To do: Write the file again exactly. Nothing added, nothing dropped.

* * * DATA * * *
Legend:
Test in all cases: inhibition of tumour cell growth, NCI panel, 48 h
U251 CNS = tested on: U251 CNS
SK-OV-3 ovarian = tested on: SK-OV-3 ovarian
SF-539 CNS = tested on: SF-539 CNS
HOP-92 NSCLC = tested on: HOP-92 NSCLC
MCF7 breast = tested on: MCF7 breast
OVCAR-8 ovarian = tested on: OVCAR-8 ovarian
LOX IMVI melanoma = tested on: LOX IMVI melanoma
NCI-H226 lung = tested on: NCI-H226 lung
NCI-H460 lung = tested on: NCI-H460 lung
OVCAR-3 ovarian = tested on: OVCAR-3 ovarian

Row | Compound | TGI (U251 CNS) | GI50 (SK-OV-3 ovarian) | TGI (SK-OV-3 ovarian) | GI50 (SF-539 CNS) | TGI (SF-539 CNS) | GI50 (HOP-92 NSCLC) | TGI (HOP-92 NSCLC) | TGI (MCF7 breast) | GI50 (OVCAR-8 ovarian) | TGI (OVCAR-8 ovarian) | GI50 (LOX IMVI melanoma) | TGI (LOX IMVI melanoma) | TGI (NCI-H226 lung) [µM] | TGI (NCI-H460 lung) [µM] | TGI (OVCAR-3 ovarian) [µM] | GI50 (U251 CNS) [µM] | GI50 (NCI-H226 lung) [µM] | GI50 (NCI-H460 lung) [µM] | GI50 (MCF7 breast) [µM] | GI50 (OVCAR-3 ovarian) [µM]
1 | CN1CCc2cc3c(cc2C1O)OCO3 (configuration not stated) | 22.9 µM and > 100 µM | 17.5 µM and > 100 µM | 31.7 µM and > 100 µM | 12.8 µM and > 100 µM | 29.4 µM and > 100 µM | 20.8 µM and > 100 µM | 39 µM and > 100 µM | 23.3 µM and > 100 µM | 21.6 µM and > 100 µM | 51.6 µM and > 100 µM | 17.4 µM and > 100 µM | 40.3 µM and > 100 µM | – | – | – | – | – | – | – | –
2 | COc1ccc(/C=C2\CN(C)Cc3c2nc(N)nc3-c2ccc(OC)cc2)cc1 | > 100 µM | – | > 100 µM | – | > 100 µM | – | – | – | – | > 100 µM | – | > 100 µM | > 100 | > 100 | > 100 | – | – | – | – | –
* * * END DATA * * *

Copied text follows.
Legend:
Test in all cases: inhibition of tumour cell growth, NCI panel, 48 h
U251 CNS = tested on: U251 CNS
SK-OV-3 ovarian = tested on: SK-OV-3 ovarian
SF-539 CNS = tested on: SF-539 CNS
HOP-92 NSCLC = tested on: HOP-92 NSCLC
MCF7 breast = tested on: MCF7 breast
OVCAR-8 ovarian = tested on: OVCAR-8 ovarian
LOX IMVI melanoma = tested on: LOX IMVI melanoma
NCI-H226 lung = tested on: NCI-H226 lung
NCI-H460 lung = tested on: NCI-H460 lung
OVCAR-3 ovarian = tested on: OVCAR-3 ovarian

Row | Compound | TGI (U251 CNS) | GI50 (SK-OV-3 ovarian) | TGI (SK-OV-3 ovarian) | GI50 (SF-539 CNS) | TGI (SF-539 CNS) | GI50 (HOP-92 NSCLC) | TGI (HOP-92 NSCLC) | TGI (MCF7 breast) | GI50 (OVCAR-8 ovarian) | TGI (OVCAR-8 ovarian) | GI50 (LOX IMVI melanoma) | TGI (LOX IMVI melanoma) | TGI (NCI-H226 lung) [µM] | TGI (NCI-H460 lung) [µM] | TGI (OVCAR-3 ovarian) [µM] | GI50 (U251 CNS) [µM] | GI50 (NCI-H226 lung) [µM] | GI50 (NCI-H460 lung) [µM] | GI50 (MCF7 breast) [µM] | GI50 (OVCAR-3 ovarian) [µM]
1 | CN1CCc2cc3c(cc2C1O)OCO3 (configuration not stated) | 22.9 µM and > 100 µM | 17.5 µM and > 100 µM | 31.7 µM and > 100 µM | 12.8 µM and > 100 µM | 29.4 µM and > 100 µM | 20.8 µM and > 100 µM | 39 µM and > 100 µM | 23.3 µM and > 100 µM | 21.6 µM and > 100 µM | 51.6 µM and > 100 µM | 17.4 µM and > 100 µM | 40.3 µM and > 100 µM | – | – | – | – | – | – | – | –
2 | COc1ccc(/C=C2\CN(C)Cc3c2nc(N)nc3-c2ccc(OC)cc2)cc1 | > 100 µM | – | > 100 µM | – | > 100 µM | – | – | – | – | > 100 µM | – | > 100 µM | > 100 | > 100 | > 100 | – | – | – | – | –